Wealth Creation

Often the retained profits or surplus cash of a business, whether an operating company or an investment holding
company, are invested in GIC’s, or taxable investments, and are not paid out to the shareholder. However, these
taxable investments may not be the most advantageous way for the corporation to invest its’ retained profits.
Instead profits could be deposited into an exempt life insurance policy that is required to provide key-person
insurance, business loan protection, or some other business insurance need.

Retirement Funding/ Estate Wealth Transfer

A permanent life insurance policy that qualifies as an “exempt policy”, allows for tax-deferred growth of the cash
value of the policy and tax-free receipt of the proceeds at death. The cash value growth within an exempt policy
is not subject to annual accrual taxation and is only subject to tax if there is a disposition (deemed or otherwise)
of the policy. Significant cash value can accumulate on a tax-deferred basis if the maximum deposits permitted
by the ITA are deposited into the exempt policy. The deposits can be designed so that they remain tax-sheltered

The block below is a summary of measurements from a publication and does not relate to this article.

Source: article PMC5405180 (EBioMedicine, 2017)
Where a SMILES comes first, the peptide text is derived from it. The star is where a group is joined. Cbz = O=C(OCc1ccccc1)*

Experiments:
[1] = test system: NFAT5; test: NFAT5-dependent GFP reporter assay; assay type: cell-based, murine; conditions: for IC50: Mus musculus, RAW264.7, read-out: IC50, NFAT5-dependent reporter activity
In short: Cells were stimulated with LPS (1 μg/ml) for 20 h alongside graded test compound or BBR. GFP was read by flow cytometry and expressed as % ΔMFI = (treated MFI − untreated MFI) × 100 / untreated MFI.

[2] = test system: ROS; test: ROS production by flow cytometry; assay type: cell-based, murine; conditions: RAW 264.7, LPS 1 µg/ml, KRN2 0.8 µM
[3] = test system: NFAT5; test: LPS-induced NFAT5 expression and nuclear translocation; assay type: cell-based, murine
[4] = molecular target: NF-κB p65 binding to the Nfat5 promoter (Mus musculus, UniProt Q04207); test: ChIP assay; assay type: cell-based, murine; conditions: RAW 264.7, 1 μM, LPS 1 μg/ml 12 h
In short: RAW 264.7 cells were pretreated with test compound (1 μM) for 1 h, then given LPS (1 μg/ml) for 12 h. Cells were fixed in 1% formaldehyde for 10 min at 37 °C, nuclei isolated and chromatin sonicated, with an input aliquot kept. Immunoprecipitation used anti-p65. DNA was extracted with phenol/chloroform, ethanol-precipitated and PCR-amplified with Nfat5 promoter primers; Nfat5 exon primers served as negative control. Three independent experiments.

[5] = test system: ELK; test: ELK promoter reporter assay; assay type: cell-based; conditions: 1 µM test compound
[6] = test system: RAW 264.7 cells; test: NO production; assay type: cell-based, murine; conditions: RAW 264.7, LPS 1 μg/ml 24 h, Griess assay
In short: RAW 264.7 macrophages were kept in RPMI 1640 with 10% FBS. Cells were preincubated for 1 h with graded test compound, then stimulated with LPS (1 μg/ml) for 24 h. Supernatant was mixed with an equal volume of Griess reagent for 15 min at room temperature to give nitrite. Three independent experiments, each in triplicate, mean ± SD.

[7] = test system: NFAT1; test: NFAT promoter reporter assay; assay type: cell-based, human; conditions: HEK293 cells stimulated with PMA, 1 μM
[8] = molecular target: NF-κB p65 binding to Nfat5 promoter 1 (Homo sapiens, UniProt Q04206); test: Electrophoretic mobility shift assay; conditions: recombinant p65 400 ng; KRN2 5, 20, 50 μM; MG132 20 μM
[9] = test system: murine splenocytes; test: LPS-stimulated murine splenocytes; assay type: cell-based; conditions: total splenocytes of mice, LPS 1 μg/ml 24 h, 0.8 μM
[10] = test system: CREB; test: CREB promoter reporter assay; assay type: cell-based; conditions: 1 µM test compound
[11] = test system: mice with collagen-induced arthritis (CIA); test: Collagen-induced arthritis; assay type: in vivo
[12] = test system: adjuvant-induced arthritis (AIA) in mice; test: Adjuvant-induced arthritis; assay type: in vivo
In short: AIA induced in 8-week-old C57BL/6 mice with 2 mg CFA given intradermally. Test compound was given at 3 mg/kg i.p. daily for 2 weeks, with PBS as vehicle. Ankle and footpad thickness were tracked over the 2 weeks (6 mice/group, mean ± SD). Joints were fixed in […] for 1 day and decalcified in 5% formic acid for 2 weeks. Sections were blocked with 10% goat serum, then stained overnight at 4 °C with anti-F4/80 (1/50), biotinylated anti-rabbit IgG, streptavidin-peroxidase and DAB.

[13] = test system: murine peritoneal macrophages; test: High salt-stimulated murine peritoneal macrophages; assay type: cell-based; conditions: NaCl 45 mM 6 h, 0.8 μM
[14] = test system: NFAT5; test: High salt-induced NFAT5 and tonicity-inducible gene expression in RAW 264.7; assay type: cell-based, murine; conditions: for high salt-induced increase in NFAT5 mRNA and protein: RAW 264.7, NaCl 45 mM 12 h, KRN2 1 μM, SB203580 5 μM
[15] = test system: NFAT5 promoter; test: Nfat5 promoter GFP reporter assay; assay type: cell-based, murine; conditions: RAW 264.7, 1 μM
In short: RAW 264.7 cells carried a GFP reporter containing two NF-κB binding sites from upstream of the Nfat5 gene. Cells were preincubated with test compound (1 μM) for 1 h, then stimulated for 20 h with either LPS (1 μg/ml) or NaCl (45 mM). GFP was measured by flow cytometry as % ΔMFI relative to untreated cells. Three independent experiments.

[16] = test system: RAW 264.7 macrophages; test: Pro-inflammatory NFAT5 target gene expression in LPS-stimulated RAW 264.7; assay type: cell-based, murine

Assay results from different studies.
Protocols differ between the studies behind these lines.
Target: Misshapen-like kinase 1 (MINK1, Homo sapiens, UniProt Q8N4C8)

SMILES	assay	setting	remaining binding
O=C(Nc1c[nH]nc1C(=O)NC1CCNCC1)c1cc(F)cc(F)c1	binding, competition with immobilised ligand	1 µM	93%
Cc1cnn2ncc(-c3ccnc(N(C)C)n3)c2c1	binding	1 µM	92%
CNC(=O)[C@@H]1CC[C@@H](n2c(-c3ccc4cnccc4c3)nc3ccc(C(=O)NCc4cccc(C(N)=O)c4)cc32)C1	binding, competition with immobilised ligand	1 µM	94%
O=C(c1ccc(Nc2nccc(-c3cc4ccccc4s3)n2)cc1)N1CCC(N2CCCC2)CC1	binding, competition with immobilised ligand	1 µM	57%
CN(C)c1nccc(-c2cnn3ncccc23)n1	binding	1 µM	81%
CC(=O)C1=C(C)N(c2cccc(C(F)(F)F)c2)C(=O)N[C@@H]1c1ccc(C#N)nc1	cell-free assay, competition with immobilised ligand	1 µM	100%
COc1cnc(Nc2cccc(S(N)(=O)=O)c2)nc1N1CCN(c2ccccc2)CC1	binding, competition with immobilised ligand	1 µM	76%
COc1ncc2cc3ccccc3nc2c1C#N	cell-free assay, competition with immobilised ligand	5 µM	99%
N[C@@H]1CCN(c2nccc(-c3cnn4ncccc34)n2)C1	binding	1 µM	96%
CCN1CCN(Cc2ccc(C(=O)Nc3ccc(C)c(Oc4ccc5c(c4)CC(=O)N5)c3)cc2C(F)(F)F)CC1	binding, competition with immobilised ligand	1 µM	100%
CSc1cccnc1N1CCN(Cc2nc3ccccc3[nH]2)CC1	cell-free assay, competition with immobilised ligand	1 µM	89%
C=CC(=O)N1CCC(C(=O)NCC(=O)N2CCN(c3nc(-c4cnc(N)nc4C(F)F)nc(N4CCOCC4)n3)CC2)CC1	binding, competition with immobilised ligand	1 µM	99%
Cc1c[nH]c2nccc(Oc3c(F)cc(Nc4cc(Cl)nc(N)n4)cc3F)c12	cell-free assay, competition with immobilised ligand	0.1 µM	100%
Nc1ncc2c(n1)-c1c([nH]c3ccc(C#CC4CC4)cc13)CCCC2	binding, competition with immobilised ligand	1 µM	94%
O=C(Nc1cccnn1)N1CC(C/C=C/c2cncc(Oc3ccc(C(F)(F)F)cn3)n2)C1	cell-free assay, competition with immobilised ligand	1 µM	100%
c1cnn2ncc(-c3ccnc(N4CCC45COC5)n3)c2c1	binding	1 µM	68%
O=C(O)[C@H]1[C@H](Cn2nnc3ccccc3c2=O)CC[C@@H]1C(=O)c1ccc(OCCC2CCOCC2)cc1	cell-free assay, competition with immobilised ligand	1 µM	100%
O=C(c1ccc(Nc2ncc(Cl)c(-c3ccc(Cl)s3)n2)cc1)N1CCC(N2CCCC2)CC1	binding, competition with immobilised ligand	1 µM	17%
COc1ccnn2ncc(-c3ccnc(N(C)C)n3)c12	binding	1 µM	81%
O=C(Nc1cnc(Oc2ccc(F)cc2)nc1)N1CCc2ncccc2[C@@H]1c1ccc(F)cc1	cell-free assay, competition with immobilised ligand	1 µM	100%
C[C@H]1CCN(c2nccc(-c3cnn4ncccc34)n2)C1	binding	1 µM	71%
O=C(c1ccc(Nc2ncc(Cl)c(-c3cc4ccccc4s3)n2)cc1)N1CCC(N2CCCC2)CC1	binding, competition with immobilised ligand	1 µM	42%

within the contract and pay for the cost of insurance and expenses in future years.

This may be an attractive alternative to taxable investments for a corporation which has excess cash reserves
not set aside for a specific purpose. It is ideal for a private corporation or its owner who:

  • Desires a higher immediate estate value,
  • Has annual income retained but not earmarked for any particular use
  • Desires a tax deferred investment, and
  • Desires a tax-free death benefit.

If the corporation or shareholder desires access to the cash at some future date prior to death, the cash surrender
value of the policy can be accessed through policy withdrawals or a collateral loan secured against the insurance
policy. Policy withdrawals may trigger some income tax at the time of withdrawal (for details refer to the Tax Topic
“Dispositions of Life Insurance Policies”.) Advances to the corporation received as a collateral loan will be tax
free, and if the proceeds are used for the purpose of earning income from a business or property, and the other
requirements of 20(1)(c) of the ITA are met, the interest expense may be deductible for tax purposes.


"Mahshid has an amazing talent for blending professionalism seamlessly with a friendly and compassionate demeanor. I have been particularly impressed with her ability to convey her expertise in easy to understand language. The depth of her knowledge made the decision making process easy for me in several financial and insurance cases. Her professional recommendations and assistance in selecting the appropriate policies have always given me peace of mind. Mahshid is thorough, educated and it is clear that she has the best interests of her clients in mind. I encourage anyone looking for financial or insurance services to contact with Mahshid right away!"
— Younes Rashidi, MASc, BSc at Simon Fraser University